Hillcrest Artwork Featured at MSI

Hillcrest Artwork Featured at MSI
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Five Hillcrest High School Art Students will have their work on display at the Museum of Science and Industry through July 4, 2021.

Their work will be featured in the Black Creativity Juried Art Exhibition which is usually held in February to celebrate Black History Month. However, due to the ongoing pandemic, the exhibit was moved this year. In order to be considered for this gallery, students submit art pieces through an online portal, and artwork is selected for display by a team at the museum.

This year, students Lydia Wooden, Talitha Allen, Mariah Bates, Loreal Bonds, and Naje Craft will have the honor of seeing their work on display at the museum.

Additionally, Hillcrest High School Art Teacher Jamilah Adebesin-Mason had the opportunity to speak at the Black Creativity Gala that was held virtually this year. She was invited by the Museum President, Chevy Humphrey, to discuss her thoughts on encouraging young artists.

"I mentioned that I encourage students to be true to themselves, so they can speak through their artwork," says Adebesin-Mason. "I want them to Network with different people and try different techniques. As well as listen to different ideas and not allow fear to deter them from their goals."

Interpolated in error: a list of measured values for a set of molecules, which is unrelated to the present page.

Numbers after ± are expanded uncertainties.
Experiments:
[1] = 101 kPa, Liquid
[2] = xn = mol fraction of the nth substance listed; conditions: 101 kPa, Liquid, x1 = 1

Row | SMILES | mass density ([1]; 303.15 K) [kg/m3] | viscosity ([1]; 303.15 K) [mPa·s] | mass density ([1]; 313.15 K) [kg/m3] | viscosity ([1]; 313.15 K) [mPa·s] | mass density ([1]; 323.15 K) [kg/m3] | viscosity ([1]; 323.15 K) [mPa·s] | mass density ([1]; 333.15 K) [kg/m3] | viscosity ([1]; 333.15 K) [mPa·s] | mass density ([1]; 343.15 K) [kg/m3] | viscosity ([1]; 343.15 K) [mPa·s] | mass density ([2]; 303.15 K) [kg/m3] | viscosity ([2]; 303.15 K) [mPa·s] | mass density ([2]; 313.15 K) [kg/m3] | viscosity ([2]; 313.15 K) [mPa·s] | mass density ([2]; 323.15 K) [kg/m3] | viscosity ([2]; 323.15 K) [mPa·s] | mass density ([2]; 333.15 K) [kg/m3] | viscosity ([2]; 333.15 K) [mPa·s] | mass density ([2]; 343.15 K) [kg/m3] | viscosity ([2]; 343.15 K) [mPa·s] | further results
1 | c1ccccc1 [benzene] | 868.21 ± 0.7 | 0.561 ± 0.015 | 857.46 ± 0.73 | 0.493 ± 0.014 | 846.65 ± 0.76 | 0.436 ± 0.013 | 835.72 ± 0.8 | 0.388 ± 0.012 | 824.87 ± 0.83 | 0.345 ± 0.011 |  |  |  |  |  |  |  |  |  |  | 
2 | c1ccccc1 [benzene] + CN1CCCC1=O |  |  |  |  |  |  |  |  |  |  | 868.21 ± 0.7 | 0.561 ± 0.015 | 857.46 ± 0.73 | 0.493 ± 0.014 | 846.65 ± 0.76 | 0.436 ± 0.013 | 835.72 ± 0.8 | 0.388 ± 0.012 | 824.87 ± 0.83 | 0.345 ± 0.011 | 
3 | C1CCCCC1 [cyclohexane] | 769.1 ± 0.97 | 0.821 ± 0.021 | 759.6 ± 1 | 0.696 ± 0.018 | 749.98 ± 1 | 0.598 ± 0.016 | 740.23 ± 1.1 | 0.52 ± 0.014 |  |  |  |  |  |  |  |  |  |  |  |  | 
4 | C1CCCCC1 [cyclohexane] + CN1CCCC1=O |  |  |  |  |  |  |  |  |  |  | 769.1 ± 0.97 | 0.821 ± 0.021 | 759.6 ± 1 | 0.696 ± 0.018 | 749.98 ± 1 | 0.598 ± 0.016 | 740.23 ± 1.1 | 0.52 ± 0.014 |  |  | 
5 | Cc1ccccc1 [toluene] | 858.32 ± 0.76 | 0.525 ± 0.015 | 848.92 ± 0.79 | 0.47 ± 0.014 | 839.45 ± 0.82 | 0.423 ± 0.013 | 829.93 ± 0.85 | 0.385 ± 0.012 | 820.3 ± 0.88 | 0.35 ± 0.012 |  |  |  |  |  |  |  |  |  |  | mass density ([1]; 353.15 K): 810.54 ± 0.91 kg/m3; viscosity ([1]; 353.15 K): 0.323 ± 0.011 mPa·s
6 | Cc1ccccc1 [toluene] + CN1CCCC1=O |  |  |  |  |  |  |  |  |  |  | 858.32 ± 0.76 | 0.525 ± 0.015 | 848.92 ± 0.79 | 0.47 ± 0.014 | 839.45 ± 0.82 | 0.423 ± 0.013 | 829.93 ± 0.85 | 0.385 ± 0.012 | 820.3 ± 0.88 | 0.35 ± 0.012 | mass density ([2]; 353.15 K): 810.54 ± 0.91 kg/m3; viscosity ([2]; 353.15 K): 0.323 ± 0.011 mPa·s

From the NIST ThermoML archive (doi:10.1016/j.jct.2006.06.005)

Vice President Sheila Cawley, exhibit coordinators Tiffany Malone and Octavia Hooks, and several other performing guests, teachers, and board/team members were present.

"I'm very grateful for the chance to attend the gala and converse with the many individuals that make the Black Creativity experience possible. Representation for every community is important and is vital for young black students. It was inspirational and gave me ideas to bring back to the classroom," says Adebesin-Mason.

Hillcrest High School became involved in the art show after Adebesin-Mason took her students on a field trip to the museum to see the winning art piece of Jean Lewis, a former Hillcrest Art Teacher.

Then, in 2015, after feeling inspired from seeing the show, a former student named Kennedy Warfield decided to work with her teachers to submit artwork for the show. As a result, Kennedy won a summer scholarship to the School of the Art Institute of Chicago.

"Since then, I encourage my students to participate each year," says Adebesin-Mason. "They benefit from the professional experience of having to submit artwork for approval as well as having to frame and drop off their own work. I think that is a valuable experience for them."

The Black Creativity Art Exhibition is the longest-running African-American Art Show. Outside of featuring high school student's artwork, the exhibition is an entire museum experience in which African-American scientists and innovators are highlighted. To learn more, you can visit the Black Creativity Art Exhibition website at https://www.msichicago.org/explore/whats-here/exhibits/black-creativity-juried-art-exhibition/. Or, you can also visit the exhibit through July 4 when you visit the Museum of Science and Industry. Entrance into the exhibit is included with museum admission.